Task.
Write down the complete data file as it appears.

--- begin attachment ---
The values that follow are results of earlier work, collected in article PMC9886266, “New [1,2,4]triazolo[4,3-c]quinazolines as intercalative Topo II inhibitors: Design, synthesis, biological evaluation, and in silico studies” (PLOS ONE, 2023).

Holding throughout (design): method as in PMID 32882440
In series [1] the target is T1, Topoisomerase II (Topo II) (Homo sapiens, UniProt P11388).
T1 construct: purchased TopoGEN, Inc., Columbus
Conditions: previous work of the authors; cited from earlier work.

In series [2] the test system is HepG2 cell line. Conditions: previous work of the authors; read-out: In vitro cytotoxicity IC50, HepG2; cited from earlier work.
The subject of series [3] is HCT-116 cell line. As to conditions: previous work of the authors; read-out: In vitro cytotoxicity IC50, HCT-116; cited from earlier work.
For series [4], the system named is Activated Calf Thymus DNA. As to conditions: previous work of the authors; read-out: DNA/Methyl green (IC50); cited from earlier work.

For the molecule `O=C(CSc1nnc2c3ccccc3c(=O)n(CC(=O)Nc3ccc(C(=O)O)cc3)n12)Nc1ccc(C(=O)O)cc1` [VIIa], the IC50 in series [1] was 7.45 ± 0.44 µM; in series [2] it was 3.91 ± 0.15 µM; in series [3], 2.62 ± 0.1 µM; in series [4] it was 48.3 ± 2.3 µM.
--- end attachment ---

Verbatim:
The values that follow are results of earlier work, collected in article PMC9886266, “New [1,2,4]triazolo[4,3-c]quinazolines as intercalative Topo II inhibitors: Design, synthesis, biological evaluation, and in silico studies” (PLOS ONE, 2023).

Holding throughout (design): method as in PMID 32882440
In series [1] the target is T1, Topoisomerase II (Topo II) (Homo sapiens, UniProt P11388).
T1 construct: purchased TopoGEN, Inc., Columbus
Conditions: previous work of the authors; cited from earlier work.

In series [2] the test system is HepG2 cell line. Conditions: previous work of the authors; read-out: In vitro cytotoxicity IC50, HepG2; cited from earlier work.
The subject of series [3] is HCT-116 cell line. As to conditions: previous work of the authors; read-out: In vitro cytotoxicity IC50, HCT-116; cited from earlier work.
For series [4], the system named is Activated Calf Thymus DNA. As to conditions: previous work of the authors; read-out: DNA/Methyl green (IC50); cited from earlier work.

For the molecule `O=C(CSc1nnc2c3ccccc3c(=O)n(CC(=O)Nc3ccc(C(=O)O)cc3)n12)Nc1ccc(C(=O)O)cc1` [VIIa], the IC50 in series [1] was 7.45 ± 0.44 µM; in series [2] it was 3.91 ± 0.15 µM; in series [3], 2.62 ± 0.1 µM; in series [4] it was 48.3 ± 2.3 µM.